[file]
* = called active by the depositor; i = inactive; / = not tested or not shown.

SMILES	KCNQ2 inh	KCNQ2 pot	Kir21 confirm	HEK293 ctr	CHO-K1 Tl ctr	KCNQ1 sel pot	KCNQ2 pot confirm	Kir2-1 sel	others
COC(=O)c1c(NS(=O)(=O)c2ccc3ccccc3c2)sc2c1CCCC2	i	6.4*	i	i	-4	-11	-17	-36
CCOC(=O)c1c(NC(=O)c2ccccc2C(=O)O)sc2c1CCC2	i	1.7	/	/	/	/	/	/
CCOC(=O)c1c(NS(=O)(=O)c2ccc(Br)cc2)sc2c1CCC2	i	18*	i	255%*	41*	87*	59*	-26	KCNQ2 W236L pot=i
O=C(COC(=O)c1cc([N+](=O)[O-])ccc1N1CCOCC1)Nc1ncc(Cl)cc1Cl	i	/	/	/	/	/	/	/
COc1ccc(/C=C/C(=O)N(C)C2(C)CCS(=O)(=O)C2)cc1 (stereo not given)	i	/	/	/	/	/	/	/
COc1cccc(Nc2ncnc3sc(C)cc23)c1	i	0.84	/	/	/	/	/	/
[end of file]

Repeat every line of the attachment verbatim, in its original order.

* = called active by the depositor; i = inactive; / = not tested or not shown.

SMILES	KCNQ2 inh	KCNQ2 pot	Kir21 confirm	HEK293 ctr	CHO-K1 Tl ctr	KCNQ1 sel pot	KCNQ2 pot confirm	Kir2-1 sel	others
COC(=O)c1c(NS(=O)(=O)c2ccc3ccccc3c2)sc2c1CCCC2	i	6.4*	i	i	-4	-11	-17	-36
CCOC(=O)c1c(NC(=O)c2ccccc2C(=O)O)sc2c1CCC2	i	1.7	/	/	/	/	/	/
CCOC(=O)c1c(NS(=O)(=O)c2ccc(Br)cc2)sc2c1CCC2	i	18*	i	255%*	41*	87*	59*	-26	KCNQ2 W236L pot=i
O=C(COC(=O)c1cc([N+](=O)[O-])ccc1N1CCOCC1)Nc1ncc(Cl)cc1Cl	i	/	/	/	/	/	/	/
COc1ccc(/C=C/C(=O)N(C)C2(C)CCS(=O)(=O)C2)cc1 (stereo not given)	i	/	/	/	/	/	/	/
COc1cccc(Nc2ncnc3sc(C)cc23)c1	i	0.84	/	/	/	/	/	/